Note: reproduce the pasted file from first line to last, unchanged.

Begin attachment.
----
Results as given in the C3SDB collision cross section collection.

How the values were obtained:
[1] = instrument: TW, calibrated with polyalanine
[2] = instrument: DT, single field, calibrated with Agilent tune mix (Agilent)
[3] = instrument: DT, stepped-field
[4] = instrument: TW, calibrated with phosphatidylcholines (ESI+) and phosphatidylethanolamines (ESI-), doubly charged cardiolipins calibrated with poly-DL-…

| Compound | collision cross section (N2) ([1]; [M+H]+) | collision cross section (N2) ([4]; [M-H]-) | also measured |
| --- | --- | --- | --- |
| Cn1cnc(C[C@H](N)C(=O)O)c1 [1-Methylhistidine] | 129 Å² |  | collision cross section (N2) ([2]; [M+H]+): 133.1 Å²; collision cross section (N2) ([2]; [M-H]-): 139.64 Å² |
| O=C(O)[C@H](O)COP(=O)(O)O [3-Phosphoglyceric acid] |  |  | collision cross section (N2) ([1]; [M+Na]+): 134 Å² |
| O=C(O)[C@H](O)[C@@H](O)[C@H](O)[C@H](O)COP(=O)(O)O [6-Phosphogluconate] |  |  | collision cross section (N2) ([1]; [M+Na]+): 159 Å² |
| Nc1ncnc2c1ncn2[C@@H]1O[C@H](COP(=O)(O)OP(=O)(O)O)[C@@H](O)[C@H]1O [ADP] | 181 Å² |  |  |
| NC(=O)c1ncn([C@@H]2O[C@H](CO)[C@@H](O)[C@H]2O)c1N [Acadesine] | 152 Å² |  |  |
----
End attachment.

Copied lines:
Results as given in the C3SDB collision cross section collection.

How the values were obtained:
[1] = instrument: TW, calibrated with polyalanine
[2] = instrument: DT, single field, calibrated with Agilent tune mix (Agilent)
[3] = instrument: DT, stepped-field
[4] = instrument: TW, calibrated with phosphatidylcholines (ESI+) and phosphatidylethanolamines (ESI-), doubly charged cardiolipins calibrated with poly-DL-…

| Compound | collision cross section (N2) ([1]; [M+H]+) | collision cross section (N2) ([4]; [M-H]-) | also measured |
| --- | --- | --- | --- |
| Cn1cnc(C[C@H](N)C(=O)O)c1 [1-Methylhistidine] | 129 Å² |  | collision cross section (N2) ([2]; [M+H]+): 133.1 Å²; collision cross section (N2) ([2]; [M-H]-): 139.64 Å² |
| O=C(O)[C@H](O)COP(=O)(O)O [3-Phosphoglyceric acid] |  |  | collision cross section (N2) ([1]; [M+Na]+): 134 Å² |
| O=C(O)[C@H](O)[C@@H](O)[C@H](O)[C@H](O)COP(=O)(O)O [6-Phosphogluconate] |  |  | collision cross section (N2) ([1]; [M+Na]+): 159 Å² |
| Nc1ncnc2c1ncn2[C@@H]1O[C@H](COP(=O)(O)OP(=O)(O)O)[C@@H](O)[C@H]1O [ADP] | 181 Å² |  |  |
| NC(=O)c1ncn([C@@H]2O[C@H](CO)[C@@H](O)[C@H]2O)c1N [Acadesine] | 152 Å² |  |  |